Home Improvement Projects That Landlords Should – and Shouldn’t – Do Themselves

By Haris

All rental properties will require improvement, maintenance, and preventative maintenance as time goes by. Landlords with the proper knowledge, tools, and skills for basic improvement tasks have no trouble doing such. When taking a hands-off approach, it is vital to have several service providers’ contacts. Doing the work yourself reduces your dependence on the contractor’s schedule and saves you money.

On the other side of the coin property owners cannot make all the needed improvements themselves due to constrictions in equipment and expertise. In some cases, a landlord attempting certain repairs ends up costing them more than if they outsourced right from the beginning. There are improvements and repairs that landlords can do with simple tools and knowledge, and there are some that require people with certifications to handle. Note that some areas may overlap, but the difference comes in the extent of improvements and expertise required.

To put this into context, most people can change a tire as part of car repair, but not everyone can adjust valve timing. Both activities fall under vehicle maintenance but require different skill levels and tools to accomplish.

Home Improvement Projects That Landlords Should Do Themselves

  • Basic plumbing. Some plumbing tasks indeed need professionally trained workers to accomplish. There are other improvements and repairs that landlords should handle themselves. Minor issues such as faucet leaks result in sink and tub stains, but they are simple to repair. Disassembly of the faucet and replacing a gasket or washer usually solves the issue. Depending on the model, this task has the potential to be so easy that following the manufacturer’s instructions or a simple YouTube video provides enough information to complete.

Drain and toilet clogs are simple enough for property owners to handle themselves. To avoid further damage to the property when plumbers are not immediately reachable, landlords should learn how to snake a drain, correctly plunge a toilet, and disassemble a P-trap. A P-trap is the U-shaped curve in the waste pipe connecting the sink’s drain to the septic tank or sewer apparatus.

  • Electrical switch and outlet repair. Short circuits and flickering or dimming bulbs are problems that need professional attention. Having an electrician is helpful for your rental property in such situations. When switches or outlets do not function as expected because of minor issues, landlords can remedy the situation by tightening loose connections or replacing the broken apparatus. In 10 to 20 minutes, the device returns to normal function without spending any money. Landlords need to remember to switch the circuit breaker off before uncovering outlets.
  • Drywall patching and replacement. As it is complex to repair impact damage to drywall via patching or joint compound, replacement presents the best remedy to water damage and/or mold. In both scenarios, landlords save money by knowing how to work the situation. Repairing drywall gets a bit messy sometimes, but it is a fairly elementary process. It’s also a good skill in your arsenal when preparing a unit for tenancy after a long residency.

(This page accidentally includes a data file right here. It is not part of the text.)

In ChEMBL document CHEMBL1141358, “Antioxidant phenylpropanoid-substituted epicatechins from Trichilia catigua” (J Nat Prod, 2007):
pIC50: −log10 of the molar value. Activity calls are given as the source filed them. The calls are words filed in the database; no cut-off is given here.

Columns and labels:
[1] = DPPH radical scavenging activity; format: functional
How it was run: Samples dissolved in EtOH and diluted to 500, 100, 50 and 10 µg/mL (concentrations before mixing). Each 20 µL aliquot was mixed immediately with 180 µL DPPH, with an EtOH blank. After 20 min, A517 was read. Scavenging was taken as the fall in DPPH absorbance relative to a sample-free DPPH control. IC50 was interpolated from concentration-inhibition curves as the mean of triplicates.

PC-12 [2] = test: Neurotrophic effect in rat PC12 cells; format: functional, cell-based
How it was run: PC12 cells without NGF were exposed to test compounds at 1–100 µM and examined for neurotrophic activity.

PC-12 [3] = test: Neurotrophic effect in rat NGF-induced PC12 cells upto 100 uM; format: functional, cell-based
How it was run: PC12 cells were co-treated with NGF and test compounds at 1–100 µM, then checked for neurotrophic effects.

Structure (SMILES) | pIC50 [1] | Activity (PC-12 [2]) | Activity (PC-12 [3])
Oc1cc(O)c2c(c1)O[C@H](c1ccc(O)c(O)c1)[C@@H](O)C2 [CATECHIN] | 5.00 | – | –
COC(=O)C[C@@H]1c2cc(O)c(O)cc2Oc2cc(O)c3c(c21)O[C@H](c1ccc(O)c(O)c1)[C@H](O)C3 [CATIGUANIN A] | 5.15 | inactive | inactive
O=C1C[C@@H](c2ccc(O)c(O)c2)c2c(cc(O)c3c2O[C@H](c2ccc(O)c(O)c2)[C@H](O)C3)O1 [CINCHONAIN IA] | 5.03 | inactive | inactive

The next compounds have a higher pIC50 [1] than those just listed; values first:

Home Improvement Projects That Landlords Shouldn’t Do Themselves

  • Complex electrical operations. As a precaution, landlords should not attempt any repairs that could cause the building to burn down. Past minor electrical improvements and repairs, amateurs with no training should not attempt complex electrical installations. Having some background working with electrical installations does not qualify one to take on every electrical task. Like the saying goes, “A little bit of knowledge in a field can often be the worst thing for you.” In contrast to the cost o repairs due to fire, hiring a qualified electrician saves landlords a fortune.
  • Climbing a ladder to clean the gutters and getting on the roof to install new shingles are two very different undertakings. As much of a pain as it might be to go down to the property, carry a ladder around, and empty leaves from the gutters, getting on the roof is a whole different scenario. Here, experience is paramount as working on roofs entails a lot of muscle memory to keep you from falling. Tenants also have an eye for amateur work, and considering they must pay full price for rent, they also expect the level of workmanship on their house to be up to a certain standard.
  • Chimney cleaning and repair. Fireplaces are nice assets to have in a house. For rental units, they attract tenants and increase occupancy rates while reducing vacancy time. Similarly to other amenities in a rental unit, tenants will not take care of fireplaces as well as homeowners would. Every winter, landlords should have their fireplaces professionally cleaned. This does much more than just vacuum the previous year’s debris and soot accumulation. Owing to the different allergies people have, it is not worth the risk of a tenant falling ill due to a dirty chimney and fireplace. This could result in landlords footing medical bills when they could have just hired a professional service for a fraction of the cost depending on the scenario. Even if they do not have to foot such a large bill, the reputation of the property diminishes from such occurrences.


Easy and basic repairs allow landlords to save money and time and afford tenants extra convenience. Tasks that the landlord can do perfectly pose no problem. The issues arise when they bite off more than they can chew and do a substandard job. The cost savings usually do not translate as soon enough, proper repairs will be needed. For landlords, it’s all about finding the appropriate ratio between what to outsource and what is achievable by themselves.

Source: www.homedecorexpert.com

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